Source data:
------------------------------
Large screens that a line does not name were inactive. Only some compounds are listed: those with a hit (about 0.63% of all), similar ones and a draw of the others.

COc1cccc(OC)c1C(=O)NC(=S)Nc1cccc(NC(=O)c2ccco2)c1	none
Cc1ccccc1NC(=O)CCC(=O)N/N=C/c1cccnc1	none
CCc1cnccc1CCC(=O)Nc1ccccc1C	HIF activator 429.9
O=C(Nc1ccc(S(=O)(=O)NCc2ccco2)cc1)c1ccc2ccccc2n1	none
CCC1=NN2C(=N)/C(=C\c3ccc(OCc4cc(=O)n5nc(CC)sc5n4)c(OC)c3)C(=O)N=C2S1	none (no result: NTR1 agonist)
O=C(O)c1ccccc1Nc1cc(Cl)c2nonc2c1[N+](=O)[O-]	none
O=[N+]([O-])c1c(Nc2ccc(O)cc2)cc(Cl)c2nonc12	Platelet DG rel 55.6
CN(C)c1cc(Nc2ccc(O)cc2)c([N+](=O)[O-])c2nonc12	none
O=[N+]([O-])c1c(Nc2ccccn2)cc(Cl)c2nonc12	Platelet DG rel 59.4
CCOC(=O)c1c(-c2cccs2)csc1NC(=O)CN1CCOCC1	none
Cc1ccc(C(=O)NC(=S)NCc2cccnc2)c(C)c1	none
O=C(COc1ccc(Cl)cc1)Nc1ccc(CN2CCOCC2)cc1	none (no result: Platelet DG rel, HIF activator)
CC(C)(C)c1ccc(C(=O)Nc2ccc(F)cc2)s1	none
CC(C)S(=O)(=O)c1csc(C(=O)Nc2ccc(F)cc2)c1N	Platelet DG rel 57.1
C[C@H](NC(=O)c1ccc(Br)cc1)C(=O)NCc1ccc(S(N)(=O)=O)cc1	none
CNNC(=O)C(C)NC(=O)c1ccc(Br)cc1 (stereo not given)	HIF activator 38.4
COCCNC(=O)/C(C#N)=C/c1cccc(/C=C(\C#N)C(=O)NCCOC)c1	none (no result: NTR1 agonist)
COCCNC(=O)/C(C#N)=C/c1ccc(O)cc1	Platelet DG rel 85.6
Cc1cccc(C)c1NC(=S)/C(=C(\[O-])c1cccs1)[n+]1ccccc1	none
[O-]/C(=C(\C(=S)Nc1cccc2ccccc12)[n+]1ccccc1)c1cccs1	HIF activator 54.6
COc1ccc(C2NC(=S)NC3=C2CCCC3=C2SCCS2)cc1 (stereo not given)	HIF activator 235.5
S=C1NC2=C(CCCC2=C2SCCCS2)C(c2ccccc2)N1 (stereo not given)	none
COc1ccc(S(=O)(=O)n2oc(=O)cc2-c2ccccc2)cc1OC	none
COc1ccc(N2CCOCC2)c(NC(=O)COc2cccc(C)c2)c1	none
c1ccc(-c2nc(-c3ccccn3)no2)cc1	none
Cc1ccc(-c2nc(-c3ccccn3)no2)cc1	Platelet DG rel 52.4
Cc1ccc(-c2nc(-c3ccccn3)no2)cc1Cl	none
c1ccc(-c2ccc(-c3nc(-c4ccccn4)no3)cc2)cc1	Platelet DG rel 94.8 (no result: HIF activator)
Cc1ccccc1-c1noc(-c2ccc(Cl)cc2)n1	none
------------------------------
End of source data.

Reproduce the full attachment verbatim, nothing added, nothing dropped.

Large screens that a line does not name were inactive. Only some compounds are listed: those with a hit (about 0.63% of all), similar ones and a draw of the others.

COc1cccc(OC)c1C(=O)NC(=S)Nc1cccc(NC(=O)c2ccco2)c1	none
Cc1ccccc1NC(=O)CCC(=O)N/N=C/c1cccnc1	none
CCc1cnccc1CCC(=O)Nc1ccccc1C	HIF activator 429.9
O=C(Nc1ccc(S(=O)(=O)NCc2ccco2)cc1)c1ccc2ccccc2n1	none
CCC1=NN2C(=N)/C(=C\c3ccc(OCc4cc(=O)n5nc(CC)sc5n4)c(OC)c3)C(=O)N=C2S1	none (no result: NTR1 agonist)
O=C(O)c1ccccc1Nc1cc(Cl)c2nonc2c1[N+](=O)[O-]	none
O=[N+]([O-])c1c(Nc2ccc(O)cc2)cc(Cl)c2nonc12	Platelet DG rel 55.6
CN(C)c1cc(Nc2ccc(O)cc2)c([N+](=O)[O-])c2nonc12	none
O=[N+]([O-])c1c(Nc2ccccn2)cc(Cl)c2nonc12	Platelet DG rel 59.4
CCOC(=O)c1c(-c2cccs2)csc1NC(=O)CN1CCOCC1	none
Cc1ccc(C(=O)NC(=S)NCc2cccnc2)c(C)c1	none
O=C(COc1ccc(Cl)cc1)Nc1ccc(CN2CCOCC2)cc1	none (no result: Platelet DG rel, HIF activator)
CC(C)(C)c1ccc(C(=O)Nc2ccc(F)cc2)s1	none
CC(C)S(=O)(=O)c1csc(C(=O)Nc2ccc(F)cc2)c1N	Platelet DG rel 57.1
C[C@H](NC(=O)c1ccc(Br)cc1)C(=O)NCc1ccc(S(N)(=O)=O)cc1	none
CNNC(=O)C(C)NC(=O)c1ccc(Br)cc1 (stereo not given)	HIF activator 38.4
COCCNC(=O)/C(C#N)=C/c1cccc(/C=C(\C#N)C(=O)NCCOC)c1	none (no result: NTR1 agonist)
COCCNC(=O)/C(C#N)=C/c1ccc(O)cc1	Platelet DG rel 85.6
Cc1cccc(C)c1NC(=S)/C(=C(\[O-])c1cccs1)[n+]1ccccc1	none
[O-]/C(=C(\C(=S)Nc1cccc2ccccc12)[n+]1ccccc1)c1cccs1	HIF activator 54.6
COc1ccc(C2NC(=S)NC3=C2CCCC3=C2SCCS2)cc1 (stereo not given)	HIF activator 235.5
S=C1NC2=C(CCCC2=C2SCCCS2)C(c2ccccc2)N1 (stereo not given)	none
COc1ccc(S(=O)(=O)n2oc(=O)cc2-c2ccccc2)cc1OC	none
COc1ccc(N2CCOCC2)c(NC(=O)COc2cccc(C)c2)c1	none
c1ccc(-c2nc(-c3ccccn3)no2)cc1	none
Cc1ccc(-c2nc(-c3ccccn3)no2)cc1	Platelet DG rel 52.4
Cc1ccc(-c2nc(-c3ccccn3)no2)cc1Cl	none
c1ccc(-c2ccc(-c3nc(-c4ccccn4)no3)cc2)cc1	Platelet DG rel 94.8 (no result: HIF activator)
Cc1ccccc1-c1noc(-c2ccc(Cl)cc2)n1	none